Overall, the novel was well written, but the story arcs and setting just weren’t for me. I haven’t been a fan of historical fiction in over a decade (remember that Dear America diary series? *swoon*) and this book didn’t incite me to switch back into the historical fiction appreciation camp. When I was more interested in this genre, I was partial to historical pieces that aren’t based in America so it’s very possible I could’ve liked something like this had it been situated elsewhere, but I simply didn’t find this story all that interesting. If you’re an Egan fan with a hunkering for some NYC historical fiction, this will be great. If you’re not… well, you’re not. 
My favorite quote from the novel is, of course from one of Eddie’s bits, when he is reflecting on his relationship with his daughter Anna:
“It was as if being his daughter had blinded her uniquely, as if anyone else — everyone — had seen and known him in a way she could not.”
Manhattan Beach will be released at physical and digital U.S. bookstores on October 3, 2017! 
Disclaimer: I was provided with a digital copy of this book for free from Scribner via NetGalley. All opinions expressed in the review are my own and have not been influenced by Scribner or NetGalley.

peter pan by j. m. barrie

Peter Pan by J. M. Barrie audiobook cover

Peter Pan by J. M. Barrie audiobook cover

After being completely obsessed with Jim Dale’s narration of the Harry Potter audiobooks, I sought a new read that he also narrated. Luckily, I quickly found a match on my to-read list in the form of Peter Pan by J. M. Barrie.

I’ve had a small fascination with Peter Pan for a while, likely connected to the fact that some writers have deemed my generation the “Peter Pan generation” because of our desire to be children for a lengthier period of time than our predecessors. However, instead of attempting to stay a child forever, I dove-tailed a teensy bit and decided to immerse myself into the world of children’s culture and media as my occupation. Subsequently, I’ve been trying to read some of the children’s literature classics that I haven’t read yet and dive back into those I really want to re-read.

While I was in high school, I had tried to read Peter Pan in physical book form and couldn’t get into it at all because I felt like it was too childishly written and I wasn’t in a mental space to appreciate that. To me, it felt like a story that needed to be told to me, which makes sense since the story was originally written as a play and thus felt like it needed to be performed in some way for me to appreciate it. Later that year, I saw Peter Pan performed in San Francisco the summer before I left for college… and let’s just say, I felt quite a few emotions.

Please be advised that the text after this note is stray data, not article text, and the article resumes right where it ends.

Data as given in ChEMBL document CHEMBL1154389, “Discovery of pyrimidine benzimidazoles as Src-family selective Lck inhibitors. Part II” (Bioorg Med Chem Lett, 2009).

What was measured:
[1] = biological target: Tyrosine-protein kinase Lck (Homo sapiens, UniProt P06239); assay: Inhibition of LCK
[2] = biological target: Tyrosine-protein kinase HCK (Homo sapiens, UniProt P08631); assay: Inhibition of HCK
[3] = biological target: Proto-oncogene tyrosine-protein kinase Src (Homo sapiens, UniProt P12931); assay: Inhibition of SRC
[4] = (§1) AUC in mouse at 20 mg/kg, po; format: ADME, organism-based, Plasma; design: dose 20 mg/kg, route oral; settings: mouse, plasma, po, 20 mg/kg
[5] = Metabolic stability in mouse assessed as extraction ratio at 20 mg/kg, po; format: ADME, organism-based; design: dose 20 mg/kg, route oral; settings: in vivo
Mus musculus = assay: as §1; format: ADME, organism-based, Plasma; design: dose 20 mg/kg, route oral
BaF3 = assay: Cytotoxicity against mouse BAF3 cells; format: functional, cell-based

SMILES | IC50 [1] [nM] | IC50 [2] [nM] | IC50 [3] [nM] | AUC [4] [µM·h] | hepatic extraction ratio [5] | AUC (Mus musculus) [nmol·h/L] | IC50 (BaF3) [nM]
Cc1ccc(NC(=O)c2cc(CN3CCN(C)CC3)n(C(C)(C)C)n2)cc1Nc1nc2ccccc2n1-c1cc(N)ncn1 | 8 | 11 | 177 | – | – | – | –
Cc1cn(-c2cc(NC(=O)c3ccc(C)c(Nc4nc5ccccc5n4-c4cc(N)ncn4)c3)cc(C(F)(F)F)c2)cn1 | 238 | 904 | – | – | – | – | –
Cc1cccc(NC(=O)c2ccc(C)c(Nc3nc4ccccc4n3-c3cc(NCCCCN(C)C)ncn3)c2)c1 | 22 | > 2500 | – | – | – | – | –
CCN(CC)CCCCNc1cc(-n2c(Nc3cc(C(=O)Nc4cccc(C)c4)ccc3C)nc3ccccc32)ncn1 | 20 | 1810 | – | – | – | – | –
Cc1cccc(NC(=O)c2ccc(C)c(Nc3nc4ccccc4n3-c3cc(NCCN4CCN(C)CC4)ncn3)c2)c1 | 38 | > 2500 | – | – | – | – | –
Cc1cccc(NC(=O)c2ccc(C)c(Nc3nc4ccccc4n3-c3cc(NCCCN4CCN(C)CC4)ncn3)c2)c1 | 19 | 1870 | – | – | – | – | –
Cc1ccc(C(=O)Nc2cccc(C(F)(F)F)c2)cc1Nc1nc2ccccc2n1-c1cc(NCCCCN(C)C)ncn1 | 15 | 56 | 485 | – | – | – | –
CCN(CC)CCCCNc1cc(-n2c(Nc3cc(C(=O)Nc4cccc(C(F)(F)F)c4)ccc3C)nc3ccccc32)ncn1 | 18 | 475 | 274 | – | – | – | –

That said, there are parts of the text that are definitely dated which makes it hard for me to recommend this book as a read for children who aren’t aware enough to understand the historical and social climate that existed when this text was first published. When most American individuals read novels like The Adventures of Huckleberry Finn by Mark Twain, they are likely reading it as part of a middle or high school curriculum with English teachers who explain the historical and social context that existed when the novel was written. When most people encounter the story of Peter Pan in whatever format they consume, they are too young to understand some of the dated language (every time the phrase “red skins” was used I cringed). Thus for those younger audiences (2-12 year olds), I think they should encounter a newer version rather than the original text that has adjusted some of the language and removed some of the racial undertones that seep into the story. Unfortunately, I haven’t read such a version so I’m not able to recommend a specific publication. Because of this, I think the best time to listen to this book is when you’re a young adult, perhaps reflecting on your own experience with childhood, but are also aware enough to recognize some of the faults that exist within the original text.

If you choose to read Peter Pan, I definitely recommend reading the story in audiobook format, specifically the Jim Dale version if possible, over a physical copy.

On that note: if you have any recommendations for other literary works performed by Jim Dale, please send them my way!

Original Publication Date: 11 October 1911 by Scribner. Format: Digital Audiobook from Listening Library.

Author: J. M. Barrie wiki

Narrator: Jim Dale web